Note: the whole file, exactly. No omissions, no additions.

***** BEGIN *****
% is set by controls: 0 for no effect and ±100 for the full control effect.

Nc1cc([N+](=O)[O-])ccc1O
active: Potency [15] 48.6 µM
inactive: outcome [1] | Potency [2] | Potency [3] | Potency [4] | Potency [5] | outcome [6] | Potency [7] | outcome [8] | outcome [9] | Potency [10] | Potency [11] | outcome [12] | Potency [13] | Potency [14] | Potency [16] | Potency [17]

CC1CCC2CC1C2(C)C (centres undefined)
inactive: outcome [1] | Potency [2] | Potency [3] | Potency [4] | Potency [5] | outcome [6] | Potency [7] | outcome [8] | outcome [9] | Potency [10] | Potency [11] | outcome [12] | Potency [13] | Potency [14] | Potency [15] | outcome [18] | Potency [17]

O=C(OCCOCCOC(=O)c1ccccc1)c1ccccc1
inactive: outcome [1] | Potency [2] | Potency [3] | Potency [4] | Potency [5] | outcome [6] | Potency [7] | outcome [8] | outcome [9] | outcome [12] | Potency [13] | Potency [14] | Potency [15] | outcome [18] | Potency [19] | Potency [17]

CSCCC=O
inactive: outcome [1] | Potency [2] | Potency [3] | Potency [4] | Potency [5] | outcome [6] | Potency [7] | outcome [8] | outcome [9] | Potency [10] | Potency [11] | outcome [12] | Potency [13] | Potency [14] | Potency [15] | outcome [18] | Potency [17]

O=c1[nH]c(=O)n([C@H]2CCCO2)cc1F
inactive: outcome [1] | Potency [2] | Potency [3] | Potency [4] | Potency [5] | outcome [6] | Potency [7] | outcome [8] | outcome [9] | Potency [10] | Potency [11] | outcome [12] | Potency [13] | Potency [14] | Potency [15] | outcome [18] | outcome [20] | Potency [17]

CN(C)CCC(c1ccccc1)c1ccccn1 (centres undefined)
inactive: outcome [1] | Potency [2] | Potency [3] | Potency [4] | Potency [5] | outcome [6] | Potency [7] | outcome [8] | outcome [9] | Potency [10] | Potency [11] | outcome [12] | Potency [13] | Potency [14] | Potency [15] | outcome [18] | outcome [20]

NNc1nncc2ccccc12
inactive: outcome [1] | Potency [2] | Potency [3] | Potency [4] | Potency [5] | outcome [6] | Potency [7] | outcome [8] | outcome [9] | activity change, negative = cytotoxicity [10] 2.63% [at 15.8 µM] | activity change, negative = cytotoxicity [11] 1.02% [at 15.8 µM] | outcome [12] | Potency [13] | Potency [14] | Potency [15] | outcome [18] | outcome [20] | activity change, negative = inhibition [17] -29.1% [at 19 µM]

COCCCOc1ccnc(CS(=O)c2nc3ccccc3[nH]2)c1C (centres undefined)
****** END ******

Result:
% is set by controls: 0 for no effect and ±100 for the full control effect.

Nc1cc([N+](=O)[O-])ccc1O
active: Potency [15] 48.6 µM
inactive: outcome [1] | Potency [2] | Potency [3] | Potency [4] | Potency [5] | outcome [6] | Potency [7] | outcome [8] | outcome [9] | Potency [10] | Potency [11] | outcome [12] | Potency [13] | Potency [14] | Potency [16] | Potency [17]

CC1CCC2CC1C2(C)C (centres undefined)
inactive: outcome [1] | Potency [2] | Potency [3] | Potency [4] | Potency [5] | outcome [6] | Potency [7] | outcome [8] | outcome [9] | Potency [10] | Potency [11] | outcome [12] | Potency [13] | Potency [14] | Potency [15] | outcome [18] | Potency [17]

O=C(OCCOCCOC(=O)c1ccccc1)c1ccccc1
inactive: outcome [1] | Potency [2] | Potency [3] | Potency [4] | Potency [5] | outcome [6] | Potency [7] | outcome [8] | outcome [9] | outcome [12] | Potency [13] | Potency [14] | Potency [15] | outcome [18] | Potency [19] | Potency [17]

CSCCC=O
inactive: outcome [1] | Potency [2] | Potency [3] | Potency [4] | Potency [5] | outcome [6] | Potency [7] | outcome [8] | outcome [9] | Potency [10] | Potency [11] | outcome [12] | Potency [13] | Potency [14] | Potency [15] | outcome [18] | Potency [17]

O=c1[nH]c(=O)n([C@H]2CCCO2)cc1F
inactive: outcome [1] | Potency [2] | Potency [3] | Potency [4] | Potency [5] | outcome [6] | Potency [7] | outcome [8] | outcome [9] | Potency [10] | Potency [11] | outcome [12] | Potency [13] | Potency [14] | Potency [15] | outcome [18] | outcome [20] | Potency [17]

CN(C)CCC(c1ccccc1)c1ccccn1 (centres undefined)
inactive: outcome [1] | Potency [2] | Potency [3] | Potency [4] | Potency [5] | outcome [6] | Potency [7] | outcome [8] | outcome [9] | Potency [10] | Potency [11] | outcome [12] | Potency [13] | Potency [14] | Potency [15] | outcome [18] | outcome [20]

NNc1nncc2ccccc12
inactive: outcome [1] | Potency [2] | Potency [3] | Potency [4] | Potency [5] | outcome [6] | Potency [7] | outcome [8] | outcome [9] | activity change, negative = cytotoxicity [10] 2.63% [at 15.8 µM] | activity change, negative = cytotoxicity [11] 1.02% [at 15.8 µM] | outcome [12] | Potency [13] | Potency [14] | Potency [15] | outcome [18] | outcome [20] | activity change, negative = inhibition [17] -29.1% [at 19 µM]

COCCCOc1ccnc(CS(=O)c2nc3ccccc3[nH]2)c1C (centres undefined)